6th September, 2011
Assist News Service
Karachi is an economic hub, seaport, and the largest city in Pakistan, as well as the capital of the province of Sindh.
The city, which has an estimated population of 13 to 15 million, while the total metropolitan area has a population of over 18 million, is home to a variety of people of different religions and ethnicity, and was once called 'a city of peace and lights'.
But, for the last few years, the crime rate has been mounting with every passing day and over the past six months, due to various kinds of crimes, thousands of innocent people have been killed.
"Karachi is burning. In last six months, over two thousand innocents have been killed in target killings. Street crimes, kidnapping for ransom, robbery, land grabbing and many other server crimes are on rise."
- Atif Jamil Paagan, a Christian leader and central Chairman of Pakistan Minorities Democratic Movement (PMDM)
The Pakistan People's Party (PPP), Mutihida Qumi Movement (MQM) and the Awami National Party (ANP), are the main parties in the Sindh Assembly.
However, there is no let-up in violence and killings and all three parties are blaming each other, but still violence is growing. The writ of the local government is no more in the city and non-state actors are gaining power.
Pakistanis are worried about what is going on in this economic capital. The army busy is fighting against terrorism, while the government is struggling to eradicate poverty, resolve the power crises when electricity goes out for hours at a time, and improve social services.
However, the ethnic, sectarian and street crimes are occurring.
Finally, Christians, opposition parties, civil society and Islamic religious groups are raising voice to find ways to stop killings in Karachi.
One is Atif Jamil Paagan, a Christian leader and central Chairman of Pakistan Minorities Democratic Movement (PMDM), has now given a nationwide call during a rally at the Lahore Press Club to the people of religious minorities to march peacefully demanding to "restore peace" in Karachi to "save Pakistan" on September 03, 2011.
Addressing the rally, Mr Paagan said: "Karachi is burning. In last six months, over two thousand innocents have been killed in target killings. Street crimes, kidnapping for ransom, robbery, land grabbing and many other server crimes are on rise.
"The key players in the legislative assemblies are part of the government and besides the 'blame game' nothing is happening. Karachi a backbone of the country and Pakistan's economy is at stake. The bloodshed is on rise and Pakistan People's Party (PPP), Awami National Party (ANP) and the Mutihida Qaumi Movement (MQM) are not serious. Former Home minister, Dr Zulfiqar Mirza, has given the details of people involved in Karachi violence but the government is silent and making no progress to stop violence.."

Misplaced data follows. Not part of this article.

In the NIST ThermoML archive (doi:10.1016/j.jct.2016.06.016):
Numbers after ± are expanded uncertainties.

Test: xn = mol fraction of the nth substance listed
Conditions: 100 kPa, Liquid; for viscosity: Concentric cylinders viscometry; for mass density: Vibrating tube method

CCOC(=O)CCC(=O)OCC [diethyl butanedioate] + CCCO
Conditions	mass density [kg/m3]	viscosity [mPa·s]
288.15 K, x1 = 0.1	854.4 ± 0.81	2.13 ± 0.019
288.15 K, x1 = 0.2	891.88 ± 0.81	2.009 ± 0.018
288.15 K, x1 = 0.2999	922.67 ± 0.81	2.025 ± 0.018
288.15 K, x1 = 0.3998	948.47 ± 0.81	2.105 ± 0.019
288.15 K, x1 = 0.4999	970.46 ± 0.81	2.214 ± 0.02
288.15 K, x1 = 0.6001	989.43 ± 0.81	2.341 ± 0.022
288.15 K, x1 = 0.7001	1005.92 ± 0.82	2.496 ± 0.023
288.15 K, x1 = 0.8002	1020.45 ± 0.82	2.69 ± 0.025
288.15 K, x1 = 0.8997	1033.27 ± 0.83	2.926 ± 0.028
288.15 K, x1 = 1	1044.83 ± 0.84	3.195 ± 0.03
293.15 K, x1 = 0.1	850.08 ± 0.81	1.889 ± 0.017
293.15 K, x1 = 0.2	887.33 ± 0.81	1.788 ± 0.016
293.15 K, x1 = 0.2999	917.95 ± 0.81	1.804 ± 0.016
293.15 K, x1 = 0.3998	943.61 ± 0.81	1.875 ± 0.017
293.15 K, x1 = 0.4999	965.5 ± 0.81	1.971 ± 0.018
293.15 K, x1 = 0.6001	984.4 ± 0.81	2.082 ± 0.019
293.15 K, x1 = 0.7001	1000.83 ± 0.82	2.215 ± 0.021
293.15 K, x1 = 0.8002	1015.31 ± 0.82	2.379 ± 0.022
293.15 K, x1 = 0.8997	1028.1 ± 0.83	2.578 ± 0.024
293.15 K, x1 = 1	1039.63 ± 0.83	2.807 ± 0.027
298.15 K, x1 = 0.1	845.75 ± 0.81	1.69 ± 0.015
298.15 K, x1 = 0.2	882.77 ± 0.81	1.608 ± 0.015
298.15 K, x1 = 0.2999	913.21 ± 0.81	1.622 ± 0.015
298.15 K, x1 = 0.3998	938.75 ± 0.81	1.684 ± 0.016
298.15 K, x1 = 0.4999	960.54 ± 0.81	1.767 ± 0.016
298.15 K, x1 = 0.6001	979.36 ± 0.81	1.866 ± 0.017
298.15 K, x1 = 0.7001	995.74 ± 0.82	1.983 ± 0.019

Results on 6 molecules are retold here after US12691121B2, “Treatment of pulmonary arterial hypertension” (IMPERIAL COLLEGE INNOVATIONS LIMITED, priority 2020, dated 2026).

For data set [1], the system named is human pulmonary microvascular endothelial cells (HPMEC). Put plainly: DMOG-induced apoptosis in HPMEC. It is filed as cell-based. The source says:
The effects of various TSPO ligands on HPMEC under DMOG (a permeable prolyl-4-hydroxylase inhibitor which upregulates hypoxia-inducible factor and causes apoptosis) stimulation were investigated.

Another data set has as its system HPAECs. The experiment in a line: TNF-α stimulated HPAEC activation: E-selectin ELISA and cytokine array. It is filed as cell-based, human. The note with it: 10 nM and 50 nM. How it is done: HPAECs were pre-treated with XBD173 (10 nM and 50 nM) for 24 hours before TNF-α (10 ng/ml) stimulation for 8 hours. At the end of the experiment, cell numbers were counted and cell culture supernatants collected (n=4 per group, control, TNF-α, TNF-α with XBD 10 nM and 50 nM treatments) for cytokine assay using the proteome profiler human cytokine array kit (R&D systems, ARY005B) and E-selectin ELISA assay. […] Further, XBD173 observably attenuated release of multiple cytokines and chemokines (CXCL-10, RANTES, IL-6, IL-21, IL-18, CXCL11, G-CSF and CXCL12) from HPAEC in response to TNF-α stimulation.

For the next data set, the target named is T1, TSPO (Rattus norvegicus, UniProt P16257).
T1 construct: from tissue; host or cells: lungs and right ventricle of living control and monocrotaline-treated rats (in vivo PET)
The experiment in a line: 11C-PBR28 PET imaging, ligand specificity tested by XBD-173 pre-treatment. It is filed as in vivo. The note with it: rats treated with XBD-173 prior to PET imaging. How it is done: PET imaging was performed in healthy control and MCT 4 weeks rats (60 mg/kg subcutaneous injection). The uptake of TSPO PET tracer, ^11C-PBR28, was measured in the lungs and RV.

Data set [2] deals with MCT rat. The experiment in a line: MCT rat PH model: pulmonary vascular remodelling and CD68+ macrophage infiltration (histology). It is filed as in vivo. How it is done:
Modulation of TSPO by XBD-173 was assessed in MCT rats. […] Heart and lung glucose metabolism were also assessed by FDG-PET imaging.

He went on to say: "Today Hindus, Christians, Sikhs and Dalits appeal the President and Prime Minister of Pakistan to take urgent action to stop the killings of innocents in Karachi and restore peace. Reconciliation and peace is very important for the prosperity of Pakistan."
Rasheed Jalal, District, president of the Pakistan Muslim League (Nawaz) for the minorities wing said: "Religious minorities sometimes feel that their sufferings are bigger than others, such as persecution for their faith, violence, denial of basic rights to Christians and other religious minorities.
"Many who are arriving in Lahore from far flung areas during heavy rains, Christians and other religious minorities have shown that despite all of these issues, they express solidarity with their countrymen/women at a time when they are being killed"
The call at the gathering was well responded to by the religious communities of Hindus, Dalits, Sikhs, civil society members, and Islamic peace building groups.
The rally began at the Railways Servant Quarters and ended up at the Lahore Press Club. The demonstrators were holding the flags of PMDM and carrying cards demanding the government to stop debating non-issues and restore lasting peace in Karachi.
An ANS-Pakistan team covered the whole program at which Munir Mall, a worker with PMDM and the organizer of what was called the 'Karachi Peace rally' told ANS, "The rally is a message to the government and anti-state elements that Christians and other religious minorities are well aware of the problems of the country and cannot remained silent. Today, hundreds of people, including men, women, children who belongs to different faiths, are demanding with one voice, 'We want peace in Karachi.'"
Minorities have dedicated 11th September, 2011, a day of prayer to express solidarity with people of Karachi. Special peace prayers are to be said in churches, temples and other houses of worship and candles will be lit in memory of what were called the "Karachi martyrs."
The demonstrators raised slogans such as, "We want Peace in Karachi," "Save Karachi," "Save the nation," "May peace be in Karachi," "May peace be in Pakistan," "Long live Pakistan," "Pakistani minorities are the sons and daughters of the soil," as well as many others.
ANS observed a big national media attending the event including print and electronic were present to cover this great initiative of the Christians of Pakistan. The leading newspaper, including DAWN, Express Tribune, The Frontier Post, Jang Group and others, highlighted the PMDM rally on their main pages.